quarta-feira, 27 de julho de 2011

Levison versus Obama

On "winning arguments" in constitutional law

Sandy Levinson

This just in, re President Obama's "town meeting" at the University of Maryland today:

Mr. Obama for the first time addressed — and ruled out — the idea that the
Constitution empowers a president to increase the debt limit to prevent default and,
as he put it, “basically ignore” the federal law requiring that the debt ceiling be
set by statute. The argument of “the constitutional option,” which President Bill
Clinton — like Mr. Obama a former constitutional law instructor — endorsed in an
interview this week, is based on the 14th Amendment’s provision that the validity of
the United States debt “shall not be questioned.”

“I have talked to my lawyers,” Mr. Obama said, and “they are not persuaded that that
is a winning argument.”

So what does "winning argument" mean in this context? A. An argument that would
persuade the current United States Supreme Court, even if it is spectacularly
unlikely that the Court would in fact ever address the issue, whether on standing or
some other basically prudential grounds. B. An argument that would persuade a
seminar at the Harvard or Yale Law Schools on the general subject of presidential
power? After all, Laurence Tribe, one of Obama's mentors, has powerfully criticized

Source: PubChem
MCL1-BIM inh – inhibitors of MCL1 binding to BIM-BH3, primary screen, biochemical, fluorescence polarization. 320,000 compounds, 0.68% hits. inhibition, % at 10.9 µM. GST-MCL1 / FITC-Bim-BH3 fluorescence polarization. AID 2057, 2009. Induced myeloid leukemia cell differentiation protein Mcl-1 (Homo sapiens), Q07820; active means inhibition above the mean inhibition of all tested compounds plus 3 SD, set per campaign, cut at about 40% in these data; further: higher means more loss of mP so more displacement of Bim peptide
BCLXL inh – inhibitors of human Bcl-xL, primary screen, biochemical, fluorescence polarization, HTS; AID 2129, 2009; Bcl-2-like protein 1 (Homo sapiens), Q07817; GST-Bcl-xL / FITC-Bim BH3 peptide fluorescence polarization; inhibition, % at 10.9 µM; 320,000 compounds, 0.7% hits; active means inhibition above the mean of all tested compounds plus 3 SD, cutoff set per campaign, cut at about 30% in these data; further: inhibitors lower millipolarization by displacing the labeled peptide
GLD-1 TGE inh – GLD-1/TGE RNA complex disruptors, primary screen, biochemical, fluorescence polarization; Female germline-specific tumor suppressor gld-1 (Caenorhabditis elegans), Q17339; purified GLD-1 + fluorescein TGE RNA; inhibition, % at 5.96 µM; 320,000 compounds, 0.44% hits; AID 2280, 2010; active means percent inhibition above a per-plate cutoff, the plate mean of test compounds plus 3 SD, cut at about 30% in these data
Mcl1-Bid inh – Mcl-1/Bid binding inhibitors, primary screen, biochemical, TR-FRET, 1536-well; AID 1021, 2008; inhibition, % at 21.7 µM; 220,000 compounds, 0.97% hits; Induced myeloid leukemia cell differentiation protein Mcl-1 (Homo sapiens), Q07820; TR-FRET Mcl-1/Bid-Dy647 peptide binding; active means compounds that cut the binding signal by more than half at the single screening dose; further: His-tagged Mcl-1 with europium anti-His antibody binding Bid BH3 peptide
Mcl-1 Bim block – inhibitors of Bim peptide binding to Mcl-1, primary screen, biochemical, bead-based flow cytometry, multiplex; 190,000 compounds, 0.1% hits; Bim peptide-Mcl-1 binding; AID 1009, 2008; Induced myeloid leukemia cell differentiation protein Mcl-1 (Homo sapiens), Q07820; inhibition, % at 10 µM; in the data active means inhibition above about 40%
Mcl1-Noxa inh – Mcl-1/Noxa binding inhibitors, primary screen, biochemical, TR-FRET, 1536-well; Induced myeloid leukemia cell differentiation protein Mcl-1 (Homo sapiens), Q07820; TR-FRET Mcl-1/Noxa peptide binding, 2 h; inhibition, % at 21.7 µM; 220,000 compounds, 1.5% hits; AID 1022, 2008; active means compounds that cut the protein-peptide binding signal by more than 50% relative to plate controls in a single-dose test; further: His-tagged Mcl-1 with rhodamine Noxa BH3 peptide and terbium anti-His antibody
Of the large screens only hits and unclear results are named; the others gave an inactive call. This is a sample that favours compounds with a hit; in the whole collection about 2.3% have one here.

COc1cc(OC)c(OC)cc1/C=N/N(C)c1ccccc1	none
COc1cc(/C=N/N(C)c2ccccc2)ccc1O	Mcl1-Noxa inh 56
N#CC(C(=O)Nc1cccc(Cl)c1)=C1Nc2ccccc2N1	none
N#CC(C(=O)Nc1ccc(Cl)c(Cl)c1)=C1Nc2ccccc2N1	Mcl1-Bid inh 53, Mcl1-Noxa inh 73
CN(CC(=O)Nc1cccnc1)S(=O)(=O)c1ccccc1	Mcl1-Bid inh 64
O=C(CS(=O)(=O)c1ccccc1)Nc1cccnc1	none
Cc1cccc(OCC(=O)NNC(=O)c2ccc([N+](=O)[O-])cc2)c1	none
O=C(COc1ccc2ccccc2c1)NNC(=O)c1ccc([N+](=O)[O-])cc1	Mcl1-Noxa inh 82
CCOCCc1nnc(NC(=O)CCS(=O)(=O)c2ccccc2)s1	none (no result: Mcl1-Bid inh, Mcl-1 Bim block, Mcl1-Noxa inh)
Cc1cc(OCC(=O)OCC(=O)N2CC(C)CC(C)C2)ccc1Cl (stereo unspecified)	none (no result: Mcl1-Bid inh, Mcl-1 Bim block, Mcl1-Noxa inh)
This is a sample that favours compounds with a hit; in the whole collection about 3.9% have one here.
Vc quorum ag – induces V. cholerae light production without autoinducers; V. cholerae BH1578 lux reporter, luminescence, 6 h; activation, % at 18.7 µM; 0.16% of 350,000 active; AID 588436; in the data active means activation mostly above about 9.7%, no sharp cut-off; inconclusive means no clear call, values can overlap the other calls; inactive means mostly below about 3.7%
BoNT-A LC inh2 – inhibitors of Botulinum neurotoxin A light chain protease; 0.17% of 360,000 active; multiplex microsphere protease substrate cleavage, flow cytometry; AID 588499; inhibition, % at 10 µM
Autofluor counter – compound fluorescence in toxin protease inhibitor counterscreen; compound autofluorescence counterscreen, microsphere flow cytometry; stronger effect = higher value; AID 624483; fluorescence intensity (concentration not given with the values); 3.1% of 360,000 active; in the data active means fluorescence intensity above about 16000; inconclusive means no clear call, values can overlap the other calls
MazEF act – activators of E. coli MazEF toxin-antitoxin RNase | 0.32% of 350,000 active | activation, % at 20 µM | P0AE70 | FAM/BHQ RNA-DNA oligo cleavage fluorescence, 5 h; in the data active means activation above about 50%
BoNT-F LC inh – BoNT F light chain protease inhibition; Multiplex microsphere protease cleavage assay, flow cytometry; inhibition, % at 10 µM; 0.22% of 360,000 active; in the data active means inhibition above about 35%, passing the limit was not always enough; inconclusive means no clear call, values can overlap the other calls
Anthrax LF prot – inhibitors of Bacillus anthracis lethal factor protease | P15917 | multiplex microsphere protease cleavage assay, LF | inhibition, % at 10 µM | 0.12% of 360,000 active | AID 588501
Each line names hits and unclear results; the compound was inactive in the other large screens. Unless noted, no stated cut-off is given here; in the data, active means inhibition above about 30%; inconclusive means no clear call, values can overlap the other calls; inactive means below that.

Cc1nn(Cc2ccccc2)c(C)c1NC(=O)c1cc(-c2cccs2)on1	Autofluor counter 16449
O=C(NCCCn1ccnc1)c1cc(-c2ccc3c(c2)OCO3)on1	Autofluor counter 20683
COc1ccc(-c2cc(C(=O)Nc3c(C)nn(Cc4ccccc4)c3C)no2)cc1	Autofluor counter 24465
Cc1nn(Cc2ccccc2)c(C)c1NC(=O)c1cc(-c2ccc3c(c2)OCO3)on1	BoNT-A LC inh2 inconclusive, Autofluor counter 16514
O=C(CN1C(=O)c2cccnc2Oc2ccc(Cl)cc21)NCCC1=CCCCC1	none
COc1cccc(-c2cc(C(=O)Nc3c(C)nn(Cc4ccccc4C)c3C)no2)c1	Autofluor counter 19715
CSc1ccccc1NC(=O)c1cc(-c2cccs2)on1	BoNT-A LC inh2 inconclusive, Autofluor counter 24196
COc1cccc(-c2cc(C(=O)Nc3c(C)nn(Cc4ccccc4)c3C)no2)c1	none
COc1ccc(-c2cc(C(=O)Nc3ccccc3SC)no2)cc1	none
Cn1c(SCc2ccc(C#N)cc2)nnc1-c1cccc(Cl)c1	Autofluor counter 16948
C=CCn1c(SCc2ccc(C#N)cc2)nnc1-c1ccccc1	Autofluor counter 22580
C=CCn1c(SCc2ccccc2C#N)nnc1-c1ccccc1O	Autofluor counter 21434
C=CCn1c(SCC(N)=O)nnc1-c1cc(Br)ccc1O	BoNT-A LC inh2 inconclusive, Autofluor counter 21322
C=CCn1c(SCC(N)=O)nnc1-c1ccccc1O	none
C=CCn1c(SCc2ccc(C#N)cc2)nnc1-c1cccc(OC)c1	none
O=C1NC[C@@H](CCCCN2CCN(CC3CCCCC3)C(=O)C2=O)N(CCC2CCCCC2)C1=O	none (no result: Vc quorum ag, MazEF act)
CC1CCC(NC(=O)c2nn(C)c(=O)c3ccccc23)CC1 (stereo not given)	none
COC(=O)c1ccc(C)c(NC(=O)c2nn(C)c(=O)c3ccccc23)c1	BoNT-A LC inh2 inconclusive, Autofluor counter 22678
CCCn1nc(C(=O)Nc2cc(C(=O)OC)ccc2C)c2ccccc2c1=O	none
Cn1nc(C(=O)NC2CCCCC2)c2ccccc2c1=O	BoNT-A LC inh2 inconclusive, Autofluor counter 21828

the argument. But, of course, it is quite unlikely, as an empirical matter, that the
Administration's argument about the meaning of "hostilities" in the War Powers Act
would persuade any such seminars, even if the principal enabler of the
Administration's policy is former Yale Law School Dean Harold Koh. So maybe
"winning" is C. An argument that's at least "good enough" to enable me (the
President) to do what I think is necessary in the current circumstances, against the
background that it would create severe problems for the United States to run the
risk of seeking formal congressonial approval for our open-ended intervention in
Libya. Perhaps the Koh argument passes this test. But, then, why doesn't the Section
4 argument pass this test, especially if one assumes that Obama genuinely believes,
as he must--otherwise there's no explanation, let alone justification, for his
otherwise scandalous "compromise" with John Boehner--that default would be
"catastrophic" for the United States and the rest of the world. Is he really going
to be the most law-abiding President since James Buchanan, who was willing to let
the country (illegally, from his point of view) dissolve because he viewed the
United States as lacking the power forcibly to prevent it? How many lawyes has he
talked to, who are they, and did none of them suggest that former President Clinton,
himself a former professor of constitutional law, might be worth taking seriously as
to presidential "emergency powers"?

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